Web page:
There is imperative need for an over-all strategy that takes into account all the realities, military and non-military.

My views are rightly expressed in the words of J.R. Lowell:

If you want peace, the thing you have got to do.

Is jes’ to show you are up to fighting too.


Karmapa controversy

As the President of the Karma Triyana Dharmachakra, founded by the 16th Karmapa, and its 40 affiliated Kagyu centres worldwide, I was dismayed to read the article "Karmapa planning escape?" on September 7. The rumour mill is clearly at work. Ugyen Trinley Dorje, the 17th Karmapa, remains at Gyuto Monastery near Dharamsala until issues regarding his resident status and the freedom of movement are finalised by the Government of India.

Neither he nor anyone genuinely associated with him would have considered any action against the accord with the Government of India. The idea of flight by the Karmapa, as described in the write-up, was certainly not a part of the third international Karma Kagyu conference. I can personally confirm that consideration of any such action was simply not part of its deliberations.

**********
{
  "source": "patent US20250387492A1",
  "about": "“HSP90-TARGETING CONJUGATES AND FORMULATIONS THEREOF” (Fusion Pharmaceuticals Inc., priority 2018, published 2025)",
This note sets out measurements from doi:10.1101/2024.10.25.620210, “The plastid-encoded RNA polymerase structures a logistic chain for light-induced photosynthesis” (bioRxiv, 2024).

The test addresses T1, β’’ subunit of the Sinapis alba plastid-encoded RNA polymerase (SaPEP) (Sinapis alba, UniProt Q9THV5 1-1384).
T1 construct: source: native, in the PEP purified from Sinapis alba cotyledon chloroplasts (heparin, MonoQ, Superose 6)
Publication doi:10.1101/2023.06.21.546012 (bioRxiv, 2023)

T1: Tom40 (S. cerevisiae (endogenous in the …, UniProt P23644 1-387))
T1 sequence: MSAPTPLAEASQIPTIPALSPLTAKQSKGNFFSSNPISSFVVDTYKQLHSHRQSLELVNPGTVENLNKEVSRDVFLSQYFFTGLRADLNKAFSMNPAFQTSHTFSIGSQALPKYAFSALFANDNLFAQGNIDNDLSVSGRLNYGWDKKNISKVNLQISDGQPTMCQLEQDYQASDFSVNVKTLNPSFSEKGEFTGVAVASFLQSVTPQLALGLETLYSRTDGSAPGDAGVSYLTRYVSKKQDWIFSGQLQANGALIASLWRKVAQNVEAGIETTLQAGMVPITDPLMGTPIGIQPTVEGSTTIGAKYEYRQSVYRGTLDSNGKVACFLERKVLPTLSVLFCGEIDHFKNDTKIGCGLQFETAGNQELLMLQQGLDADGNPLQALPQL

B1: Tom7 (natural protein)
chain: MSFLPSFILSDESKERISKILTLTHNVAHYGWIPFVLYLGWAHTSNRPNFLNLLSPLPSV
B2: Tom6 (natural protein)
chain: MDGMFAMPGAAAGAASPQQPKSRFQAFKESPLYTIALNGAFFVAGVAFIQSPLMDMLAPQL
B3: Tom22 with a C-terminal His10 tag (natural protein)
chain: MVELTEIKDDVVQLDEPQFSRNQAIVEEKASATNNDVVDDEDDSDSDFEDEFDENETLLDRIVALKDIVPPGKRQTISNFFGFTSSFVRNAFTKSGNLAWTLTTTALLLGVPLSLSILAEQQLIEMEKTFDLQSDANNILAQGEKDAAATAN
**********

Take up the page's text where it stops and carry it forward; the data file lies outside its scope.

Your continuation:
In fact, an official delegation from the Kagyu Lineage met Home Minister L.K. Advani in New Delhi on August 31. At that time the conference delegation made a formal request on behalf of the Kagyu Lineage that the Karmapa should be allowed to shift to the monastery of his predecessor at Rumtek, Sikkim.

It is correct that we are seeking a quick resolution to the travel restrictions under which the Karmapa has lived since his escape from Tibet. It was, and is, the Karmapa's intention to live at Rumtek Monastery and to travel to his centres worldwide.

Additionally, the report that Tai Situ Rinpoche, the Karmapa's regent, is "considered close to China", insinuates intrigue that does not exist and is not based on facts. Situ Rinpoche has not even been able to obtain a visa to visit China since 1994, despite his many applications for the purpose of seeing the Karmapa who resided in Tibet until December, 1999. He has not been "banned" as reported. He has rather only been asked to apply for permission to enter Sikkim.